Morris’s Why the West Rules For Now


Jason Collins


April 27, 2011

Over the Easter break, I read Ian Morris’s Why the West Rules- for Now. Morris seeks to develop what might be called a “unified theory of history” that can shed light on why the West rules the world and not the East. He covers from the emergence of the first members of the genus homo in Africa, through the development of agriculture and the Industrial Revolution to modern times.

Morris looks at his question through the lens of biology, sociology and geography. In this post, I’ll focus on Morris’s treatment of the biological factors, as his conclusions on biology make it obsolete for his central claims. I’ll offer my thoughts on the rest of the book in another post later this week (which I should note are more positive than what I am have written below).

In Chapter 1, Morris describes the history of human development. Starting from the emergence of homo habilis in Africa, Morris walks the reader through the various migrations of early humans out of Africa and their spread across the globe, the discovery of “Peking man” and finally, the Out of Africa migration that occurred 60,000 to 70,000 years ago. For Morris, the final migration from Africa and the fact that this migration generally swept away humans from earlier migrations is the nail in the coffin for any biological theory of why there is a difference between East and West. He states that:

If modern humans replaced Neanderthals in the Western Old World and Homo erectus in the Eastern regions without interbreeding, racist theories tracing contemporary Western rule back to prehistoric biological differences must be wrong.

Morris then looks at some of the evidence for interbreeding. While DNA evidence shows some interbreeding with Neanderthals, the similar, low proportion of Neanderthal genome in modern Easterners and Westerners suggests that this could not be a reason for the difference. He concludes that:

Racist theories grounding Western rule in biology have no basis in fact. People, in large groups, are much the same wherever we find them, and we have all inherited the same restless, inventive minds from our African ancestors. Biology by itself cannot explain why the West rules.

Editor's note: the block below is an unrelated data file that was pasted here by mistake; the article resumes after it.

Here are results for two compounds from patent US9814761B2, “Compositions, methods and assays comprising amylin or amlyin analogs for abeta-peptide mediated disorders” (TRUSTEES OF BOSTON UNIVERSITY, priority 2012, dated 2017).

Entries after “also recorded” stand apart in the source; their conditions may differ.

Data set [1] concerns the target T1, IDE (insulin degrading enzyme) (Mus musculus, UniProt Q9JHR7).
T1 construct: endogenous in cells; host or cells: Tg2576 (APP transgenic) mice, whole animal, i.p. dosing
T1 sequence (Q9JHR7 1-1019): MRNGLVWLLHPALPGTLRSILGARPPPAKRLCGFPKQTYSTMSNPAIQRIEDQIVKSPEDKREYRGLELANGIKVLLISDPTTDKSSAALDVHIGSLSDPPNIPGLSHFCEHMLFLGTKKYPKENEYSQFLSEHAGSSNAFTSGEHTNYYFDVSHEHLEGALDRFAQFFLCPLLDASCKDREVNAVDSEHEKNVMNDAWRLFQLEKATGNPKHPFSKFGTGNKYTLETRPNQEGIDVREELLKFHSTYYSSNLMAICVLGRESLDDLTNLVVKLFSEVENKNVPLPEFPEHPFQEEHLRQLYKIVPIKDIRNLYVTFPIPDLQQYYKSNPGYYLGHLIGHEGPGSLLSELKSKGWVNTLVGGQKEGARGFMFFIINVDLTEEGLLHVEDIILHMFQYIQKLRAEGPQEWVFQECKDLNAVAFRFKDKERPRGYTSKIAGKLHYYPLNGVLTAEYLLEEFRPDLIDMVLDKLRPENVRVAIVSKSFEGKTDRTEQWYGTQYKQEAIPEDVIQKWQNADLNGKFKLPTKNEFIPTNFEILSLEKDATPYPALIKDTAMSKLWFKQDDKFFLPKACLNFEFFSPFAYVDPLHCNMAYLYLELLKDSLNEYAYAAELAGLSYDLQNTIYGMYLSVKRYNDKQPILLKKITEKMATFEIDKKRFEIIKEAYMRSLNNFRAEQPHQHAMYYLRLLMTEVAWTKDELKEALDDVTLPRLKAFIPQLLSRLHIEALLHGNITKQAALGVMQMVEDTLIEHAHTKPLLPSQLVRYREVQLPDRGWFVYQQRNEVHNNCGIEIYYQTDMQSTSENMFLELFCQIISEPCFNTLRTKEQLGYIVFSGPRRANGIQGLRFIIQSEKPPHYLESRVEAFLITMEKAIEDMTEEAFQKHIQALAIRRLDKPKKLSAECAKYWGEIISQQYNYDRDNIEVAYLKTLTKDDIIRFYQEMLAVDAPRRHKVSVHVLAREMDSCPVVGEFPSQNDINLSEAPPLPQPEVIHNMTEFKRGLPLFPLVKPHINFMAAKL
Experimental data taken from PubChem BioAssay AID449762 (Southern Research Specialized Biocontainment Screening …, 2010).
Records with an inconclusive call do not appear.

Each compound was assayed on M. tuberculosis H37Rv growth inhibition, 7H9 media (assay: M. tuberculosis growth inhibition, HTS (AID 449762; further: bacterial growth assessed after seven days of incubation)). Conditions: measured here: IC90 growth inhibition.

I find it odd that Morris tackles this 1930s argument, which can now only be described as a straw man. Morris should have addressed the modern argument that biology matters, which tends to focus on evolution in the last 60,000 years - that is, since modern humans left Africa. Differing selection pressures in the last 60,000 years and in particular, since the dawn of agriculture, has shaped human traits. This was the argument that Morris needed to discuss before he could ignore biology as it relates to his question.

Further, Morris’s statement that while people are different, you take large groups of these people and the mean traits of the group will be similar, is a sound statistical concept, but to hold it relies on you drawing the groups from the same sample. If you consider that different groups of humans have faced differing selection pressures, then measuring the mean traits of each group won’t bridge the difference.

Some of Morris’s other references to biology were also unsatisfactory. Through the book, Morris uses an index of social development as a framework for discussing development. His index suggests that between (about) 541 and 1773, Eastern development was higher than that in the West. On this basis, he states that:

[I]f Westerners really were genetically superior to everyone else, the graphs of social development that fill Chapters 4–10 would look very different. After taking an early lead, the West would have stayed ahead.

A biological explanation requires nothing of the sort. Through the book, Morris talks of “the advantage of backwardness”. This refers to the idea that in a more backward area, the pressures faced by that population may give them incentive to develop solutions to their particular problems that may lead to that area becoming more developed. In some ways it is an evolutionary idea, with different ideas working better in different times and places and the successful ideas being shaped by the relevant environment. Sometimes harsher environments are better for developing these ideas.

We can apply this same concept to biological explanations. Whether one group’s biological traits lead to a higher state of development than another depends heavily on the environment the group is in. The shifts between violence, disorder and peace that Morris describes through the book would change whether a violent disposition, health, patience or intelligence were more beneficial traits for an individual to have. Based on this, it is possible to argue that there are biological factors relevant to development without requiring linear growth in development. Was it between 541 and 1773 that certain traits in the West, which were particularly conducive to economic growth and the reproductive success, spread (as Gregory Clark suggests was the case for England in his book A Farewell to Alms), leading Europe to an Industrial Revolution before the rest of the world? Unfortunately, Morris does not address this point.

Update: Part II of my review can be found here.